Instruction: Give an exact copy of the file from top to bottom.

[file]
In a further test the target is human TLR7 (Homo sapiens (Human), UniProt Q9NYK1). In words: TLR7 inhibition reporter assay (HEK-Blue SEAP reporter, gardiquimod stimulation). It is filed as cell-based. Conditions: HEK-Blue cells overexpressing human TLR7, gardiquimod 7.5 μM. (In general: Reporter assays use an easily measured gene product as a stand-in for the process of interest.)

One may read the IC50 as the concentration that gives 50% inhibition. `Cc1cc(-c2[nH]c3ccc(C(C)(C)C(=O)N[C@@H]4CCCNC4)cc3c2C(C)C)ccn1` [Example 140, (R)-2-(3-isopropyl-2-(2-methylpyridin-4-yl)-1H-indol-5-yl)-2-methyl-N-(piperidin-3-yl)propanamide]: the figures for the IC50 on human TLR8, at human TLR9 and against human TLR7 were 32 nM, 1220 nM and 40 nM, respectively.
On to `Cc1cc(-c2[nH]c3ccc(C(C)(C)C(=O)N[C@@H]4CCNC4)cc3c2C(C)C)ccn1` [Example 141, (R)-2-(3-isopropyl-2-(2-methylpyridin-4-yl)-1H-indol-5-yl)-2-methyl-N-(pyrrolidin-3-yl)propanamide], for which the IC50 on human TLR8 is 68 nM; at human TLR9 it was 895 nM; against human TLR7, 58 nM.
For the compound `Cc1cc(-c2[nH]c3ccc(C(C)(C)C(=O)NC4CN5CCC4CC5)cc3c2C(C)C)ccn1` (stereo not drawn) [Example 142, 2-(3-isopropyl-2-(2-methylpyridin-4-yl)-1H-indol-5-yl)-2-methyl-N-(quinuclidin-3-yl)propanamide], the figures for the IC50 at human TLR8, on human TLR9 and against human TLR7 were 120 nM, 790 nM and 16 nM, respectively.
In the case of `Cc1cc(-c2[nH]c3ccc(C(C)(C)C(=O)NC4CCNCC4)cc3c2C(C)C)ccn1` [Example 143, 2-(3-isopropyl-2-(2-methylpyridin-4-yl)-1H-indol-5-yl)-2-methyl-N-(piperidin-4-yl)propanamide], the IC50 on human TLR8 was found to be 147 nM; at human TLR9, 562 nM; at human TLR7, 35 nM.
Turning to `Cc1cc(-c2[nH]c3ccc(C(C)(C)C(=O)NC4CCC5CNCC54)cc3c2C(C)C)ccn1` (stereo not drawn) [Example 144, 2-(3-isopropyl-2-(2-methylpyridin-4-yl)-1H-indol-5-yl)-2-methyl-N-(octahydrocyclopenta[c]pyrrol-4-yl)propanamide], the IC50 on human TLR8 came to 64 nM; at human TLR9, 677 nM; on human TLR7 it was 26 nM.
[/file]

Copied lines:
In a further test the target is human TLR7 (Homo sapiens (Human), UniProt Q9NYK1). In words: TLR7 inhibition reporter assay (HEK-Blue SEAP reporter, gardiquimod stimulation). It is filed as cell-based. Conditions: HEK-Blue cells overexpressing human TLR7, gardiquimod 7.5 μM. (In general: Reporter assays use an easily measured gene product as a stand-in for the process of interest.)

One may read the IC50 as the concentration that gives 50% inhibition. `Cc1cc(-c2[nH]c3ccc(C(C)(C)C(=O)N[C@@H]4CCCNC4)cc3c2C(C)C)ccn1` [Example 140, (R)-2-(3-isopropyl-2-(2-methylpyridin-4-yl)-1H-indol-5-yl)-2-methyl-N-(piperidin-3-yl)propanamide]: the figures for the IC50 on human TLR8, at human TLR9 and against human TLR7 were 32 nM, 1220 nM and 40 nM, respectively.
On to `Cc1cc(-c2[nH]c3ccc(C(C)(C)C(=O)N[C@@H]4CCNC4)cc3c2C(C)C)ccn1` [Example 141, (R)-2-(3-isopropyl-2-(2-methylpyridin-4-yl)-1H-indol-5-yl)-2-methyl-N-(pyrrolidin-3-yl)propanamide], for which the IC50 on human TLR8 is 68 nM; at human TLR9 it was 895 nM; against human TLR7, 58 nM.
For the compound `Cc1cc(-c2[nH]c3ccc(C(C)(C)C(=O)NC4CN5CCC4CC5)cc3c2C(C)C)ccn1` (stereo not drawn) [Example 142, 2-(3-isopropyl-2-(2-methylpyridin-4-yl)-1H-indol-5-yl)-2-methyl-N-(quinuclidin-3-yl)propanamide], the figures for the IC50 at human TLR8, on human TLR9 and against human TLR7 were 120 nM, 790 nM and 16 nM, respectively.
In the case of `Cc1cc(-c2[nH]c3ccc(C(C)(C)C(=O)NC4CCNCC4)cc3c2C(C)C)ccn1` [Example 143, 2-(3-isopropyl-2-(2-methylpyridin-4-yl)-1H-indol-5-yl)-2-methyl-N-(piperidin-4-yl)propanamide], the IC50 on human TLR8 was found to be 147 nM; at human TLR9, 562 nM; at human TLR7, 35 nM.
Turning to `Cc1cc(-c2[nH]c3ccc(C(C)(C)C(=O)NC4CCC5CNCC54)cc3c2C(C)C)ccn1` (stereo not drawn) [Example 144, 2-(3-isopropyl-2-(2-methylpyridin-4-yl)-1H-indol-5-yl)-2-methyl-N-(octahydrocyclopenta[c]pyrrol-4-yl)propanamide], the IC50 on human TLR8 came to 64 nM; at human TLR9, 677 nM; on human TLR7 it was 26 nM.